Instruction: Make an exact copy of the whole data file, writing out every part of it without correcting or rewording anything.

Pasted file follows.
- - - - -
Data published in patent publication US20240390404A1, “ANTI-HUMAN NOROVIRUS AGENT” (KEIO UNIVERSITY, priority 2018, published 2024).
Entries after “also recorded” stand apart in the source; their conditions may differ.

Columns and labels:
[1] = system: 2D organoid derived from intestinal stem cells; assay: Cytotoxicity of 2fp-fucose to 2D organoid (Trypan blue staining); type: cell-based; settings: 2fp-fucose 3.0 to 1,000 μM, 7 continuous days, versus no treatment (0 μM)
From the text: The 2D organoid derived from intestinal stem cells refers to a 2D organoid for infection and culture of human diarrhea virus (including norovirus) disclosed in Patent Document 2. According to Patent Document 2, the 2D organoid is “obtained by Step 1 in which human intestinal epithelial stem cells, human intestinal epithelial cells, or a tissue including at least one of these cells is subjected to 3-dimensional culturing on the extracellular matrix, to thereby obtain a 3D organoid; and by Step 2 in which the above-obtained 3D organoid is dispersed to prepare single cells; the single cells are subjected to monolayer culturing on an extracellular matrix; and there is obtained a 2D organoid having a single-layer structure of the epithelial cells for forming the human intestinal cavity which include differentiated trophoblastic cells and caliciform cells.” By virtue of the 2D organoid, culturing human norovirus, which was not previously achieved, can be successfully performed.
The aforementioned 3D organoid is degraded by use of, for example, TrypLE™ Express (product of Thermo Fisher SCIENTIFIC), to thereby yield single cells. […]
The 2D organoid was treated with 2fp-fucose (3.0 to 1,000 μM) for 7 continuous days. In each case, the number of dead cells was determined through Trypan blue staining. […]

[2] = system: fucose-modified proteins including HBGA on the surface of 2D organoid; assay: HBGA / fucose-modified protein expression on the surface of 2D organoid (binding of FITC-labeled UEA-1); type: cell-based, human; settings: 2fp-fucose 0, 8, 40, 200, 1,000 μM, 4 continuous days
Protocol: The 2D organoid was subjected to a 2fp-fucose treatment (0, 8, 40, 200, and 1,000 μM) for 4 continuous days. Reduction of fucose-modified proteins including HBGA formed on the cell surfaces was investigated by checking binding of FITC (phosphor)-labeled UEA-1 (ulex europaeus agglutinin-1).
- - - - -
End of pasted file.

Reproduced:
Data published in patent publication US20240390404A1, “ANTI-HUMAN NOROVIRUS AGENT” (KEIO UNIVERSITY, priority 2018, published 2024).
Entries after “also recorded” stand apart in the source; their conditions may differ.

Columns and labels:
[1] = system: 2D organoid derived from intestinal stem cells; assay: Cytotoxicity of 2fp-fucose to 2D organoid (Trypan blue staining); type: cell-based; settings: 2fp-fucose 3.0 to 1,000 μM, 7 continuous days, versus no treatment (0 μM)
From the text: The 2D organoid derived from intestinal stem cells refers to a 2D organoid for infection and culture of human diarrhea virus (including norovirus) disclosed in Patent Document 2. According to Patent Document 2, the 2D organoid is “obtained by Step 1 in which human intestinal epithelial stem cells, human intestinal epithelial cells, or a tissue including at least one of these cells is subjected to 3-dimensional culturing on the extracellular matrix, to thereby obtain a 3D organoid; and by Step 2 in which the above-obtained 3D organoid is dispersed to prepare single cells; the single cells are subjected to monolayer culturing on an extracellular matrix; and there is obtained a 2D organoid having a single-layer structure of the epithelial cells for forming the human intestinal cavity which include differentiated trophoblastic cells and caliciform cells.” By virtue of the 2D organoid, culturing human norovirus, which was not previously achieved, can be successfully performed.
The aforementioned 3D organoid is degraded by use of, for example, TrypLE™ Express (product of Thermo Fisher SCIENTIFIC), to thereby yield single cells. […]
The 2D organoid was treated with 2fp-fucose (3.0 to 1,000 μM) for 7 continuous days. In each case, the number of dead cells was determined through Trypan blue staining. […]

[2] = system: fucose-modified proteins including HBGA on the surface of 2D organoid; assay: HBGA / fucose-modified protein expression on the surface of 2D organoid (binding of FITC-labeled UEA-1); type: cell-based, human; settings: 2fp-fucose 0, 8, 40, 200, 1,000 μM, 4 continuous days
Protocol: The 2D organoid was subjected to a 2fp-fucose treatment (0, 8, 40, 200, and 1,000 μM) for 4 continuous days. Reduction of fucose-modified proteins including HBGA formed on the cell surfaces was investigated by checking binding of FITC (phosphor)-labeled UEA-1 (ulex europaeus agglutinin-1).